Late and mid-game decisions can occasionally get complicated if you’re in a tight matchup but can also be pretty easy. By around turn four your energy denial should be in full swing and your opponent will be struggling to attack and possibly will have trouble switching their Pokemon.. At this point you are hoping you have locked your opponent out of doing much and can just starting chaining Team Rocket's Handiwork. Sylveon’s primary paths to victory are energy denial and mill. But this deck can definitely take six prizes. However, even when you may not need to use Magical Ribbon, you don’t always want to do damage. Most of time you are hoping to get something stuck in the active so you can continually mill them. This gives us a rough general map for a Sylveon game:
Early game: Establish your board (getting a Sylveon up, getting one on the bench if appropriate, getting out a Ralts if needed), react to your opponent’s board and deck. Mid-game: Energy denial and control (with the concurrent goal of mobility denial). Late-game: Mill, mill, mill.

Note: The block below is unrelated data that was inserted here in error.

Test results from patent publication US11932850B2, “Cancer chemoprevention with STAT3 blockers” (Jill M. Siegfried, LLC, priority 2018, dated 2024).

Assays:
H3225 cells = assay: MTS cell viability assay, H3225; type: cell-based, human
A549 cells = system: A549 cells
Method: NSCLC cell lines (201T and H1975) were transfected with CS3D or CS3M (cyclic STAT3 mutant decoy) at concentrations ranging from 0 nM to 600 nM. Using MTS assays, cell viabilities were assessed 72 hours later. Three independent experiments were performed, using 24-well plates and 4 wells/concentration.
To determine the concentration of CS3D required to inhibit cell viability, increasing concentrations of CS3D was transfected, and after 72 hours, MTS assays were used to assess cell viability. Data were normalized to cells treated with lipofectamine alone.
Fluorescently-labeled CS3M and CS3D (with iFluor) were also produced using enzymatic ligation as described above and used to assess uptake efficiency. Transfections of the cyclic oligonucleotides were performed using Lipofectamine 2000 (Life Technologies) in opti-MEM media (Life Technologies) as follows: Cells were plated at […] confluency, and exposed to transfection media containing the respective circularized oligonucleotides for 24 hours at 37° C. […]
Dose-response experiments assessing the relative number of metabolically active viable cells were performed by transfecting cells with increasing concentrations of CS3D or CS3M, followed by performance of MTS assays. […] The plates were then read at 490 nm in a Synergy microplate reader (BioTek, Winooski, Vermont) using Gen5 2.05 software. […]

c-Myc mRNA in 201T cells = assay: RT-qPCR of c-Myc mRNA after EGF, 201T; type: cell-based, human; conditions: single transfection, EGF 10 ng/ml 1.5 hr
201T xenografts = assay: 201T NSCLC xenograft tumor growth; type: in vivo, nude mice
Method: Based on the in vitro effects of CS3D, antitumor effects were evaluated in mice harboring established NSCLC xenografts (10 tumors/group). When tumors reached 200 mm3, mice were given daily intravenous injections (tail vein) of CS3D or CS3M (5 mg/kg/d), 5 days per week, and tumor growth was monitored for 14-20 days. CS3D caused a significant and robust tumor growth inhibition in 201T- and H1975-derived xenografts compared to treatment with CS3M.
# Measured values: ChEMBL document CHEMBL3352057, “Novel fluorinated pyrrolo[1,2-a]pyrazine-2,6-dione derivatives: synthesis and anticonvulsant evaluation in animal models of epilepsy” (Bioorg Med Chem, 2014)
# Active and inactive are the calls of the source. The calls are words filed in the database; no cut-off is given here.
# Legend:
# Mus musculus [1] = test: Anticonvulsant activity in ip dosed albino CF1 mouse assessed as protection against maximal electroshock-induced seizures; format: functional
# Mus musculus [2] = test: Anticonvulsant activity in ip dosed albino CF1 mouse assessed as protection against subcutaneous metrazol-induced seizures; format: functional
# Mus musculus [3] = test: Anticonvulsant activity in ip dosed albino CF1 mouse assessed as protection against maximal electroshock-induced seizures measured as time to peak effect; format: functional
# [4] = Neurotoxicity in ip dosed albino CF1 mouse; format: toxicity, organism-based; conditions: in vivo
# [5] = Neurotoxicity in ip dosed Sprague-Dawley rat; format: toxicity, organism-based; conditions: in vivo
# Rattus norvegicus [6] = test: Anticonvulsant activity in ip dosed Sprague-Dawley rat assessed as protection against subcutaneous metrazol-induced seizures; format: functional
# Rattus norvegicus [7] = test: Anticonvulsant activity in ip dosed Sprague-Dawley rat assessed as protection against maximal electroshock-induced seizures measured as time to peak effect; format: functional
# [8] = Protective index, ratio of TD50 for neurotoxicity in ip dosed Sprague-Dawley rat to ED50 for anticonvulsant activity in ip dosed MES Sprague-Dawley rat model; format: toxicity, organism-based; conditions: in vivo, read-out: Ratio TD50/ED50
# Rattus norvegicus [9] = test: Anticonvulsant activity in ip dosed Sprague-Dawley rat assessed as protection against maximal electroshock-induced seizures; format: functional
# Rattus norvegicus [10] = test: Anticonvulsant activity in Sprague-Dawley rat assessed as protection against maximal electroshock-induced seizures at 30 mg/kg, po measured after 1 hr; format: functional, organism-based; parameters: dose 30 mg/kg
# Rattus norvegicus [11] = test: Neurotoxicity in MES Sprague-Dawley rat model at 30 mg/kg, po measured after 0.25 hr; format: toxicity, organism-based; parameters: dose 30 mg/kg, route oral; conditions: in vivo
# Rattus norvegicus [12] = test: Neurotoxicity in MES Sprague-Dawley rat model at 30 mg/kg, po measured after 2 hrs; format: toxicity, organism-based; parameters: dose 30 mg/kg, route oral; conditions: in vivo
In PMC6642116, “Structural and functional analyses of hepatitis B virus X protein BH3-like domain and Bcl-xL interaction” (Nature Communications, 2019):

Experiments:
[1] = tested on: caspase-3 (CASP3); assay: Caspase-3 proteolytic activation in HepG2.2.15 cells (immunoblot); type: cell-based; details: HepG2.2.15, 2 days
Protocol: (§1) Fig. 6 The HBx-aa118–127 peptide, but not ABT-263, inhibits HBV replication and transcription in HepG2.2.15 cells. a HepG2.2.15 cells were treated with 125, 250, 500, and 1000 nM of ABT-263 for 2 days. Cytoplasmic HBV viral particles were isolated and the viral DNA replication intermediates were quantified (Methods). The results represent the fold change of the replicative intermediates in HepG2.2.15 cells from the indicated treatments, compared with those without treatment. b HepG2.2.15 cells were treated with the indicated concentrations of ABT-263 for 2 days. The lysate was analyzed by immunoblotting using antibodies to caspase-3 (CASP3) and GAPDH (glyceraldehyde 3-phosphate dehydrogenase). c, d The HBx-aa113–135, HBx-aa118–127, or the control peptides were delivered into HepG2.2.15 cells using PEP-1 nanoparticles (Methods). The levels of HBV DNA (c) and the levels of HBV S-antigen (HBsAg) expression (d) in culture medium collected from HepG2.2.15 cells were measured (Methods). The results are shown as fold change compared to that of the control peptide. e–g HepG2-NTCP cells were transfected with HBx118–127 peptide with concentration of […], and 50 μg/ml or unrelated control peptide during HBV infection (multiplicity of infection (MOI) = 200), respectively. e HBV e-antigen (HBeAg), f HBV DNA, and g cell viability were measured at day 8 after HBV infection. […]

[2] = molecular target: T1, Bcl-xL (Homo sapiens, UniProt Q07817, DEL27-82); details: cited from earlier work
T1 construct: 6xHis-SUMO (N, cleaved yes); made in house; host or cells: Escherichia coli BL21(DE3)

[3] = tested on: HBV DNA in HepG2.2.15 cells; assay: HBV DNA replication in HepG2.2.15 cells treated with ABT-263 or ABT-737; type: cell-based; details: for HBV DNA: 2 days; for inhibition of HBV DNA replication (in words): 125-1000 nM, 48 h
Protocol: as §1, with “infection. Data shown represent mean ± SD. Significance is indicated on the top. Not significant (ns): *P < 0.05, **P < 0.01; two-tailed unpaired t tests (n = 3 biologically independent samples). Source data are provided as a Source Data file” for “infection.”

Sylveon is a good meta-call at the moment. Some of the best match ups for Sylveon are Zoroark/variants, denying their limited energy and having the dark resistance goes a long way. Typically nothing in their deck will ever be able to OHKO you. Decks that can’t hit 200 will usually be layups for Sylveon. Buzzwole feels like a comfortable match up with its typically low damage outputs and its heavy retreaters. The fact that Buzzwole requires multiple attachments for its larger attacks definitely helps. Even if they get off one Absorption GX KO, they’ll often have trouble following it up. A few lucky heads flips on crushing hammer will make the Buzzwole match up a breeze at times. Greninja feels like it’s 50/50 depending on what cards you choose to add to your deck. Typically killing the Starmie is the best option to beating it because it limits their energies, but on the other hand if you bring up Starmie they have to waste an energy attachment to be able to retreat. Garbodor Espeon can be a bit tricky. The ability to constantly confuse you can slow you down on getting set up and late game Garbodor can just come in and swing the matchup. Typically you want to Twilight GX your items back into your deck at some point so they can’t Trashalance for big numbers. Metal, Bulu, Fire decks feel the most unfavorable, they all have quick ways to easily OKHO things. I find you want to use hoopa in these match ups causing them to either need a non gx to attack with or having to get multiple Guzmas to get around it. It’s often possible to run Bulu out of energy if you can force them to use Vikavolt to KO Hoopa several times. Parallel City and Plea GX can help in each of these.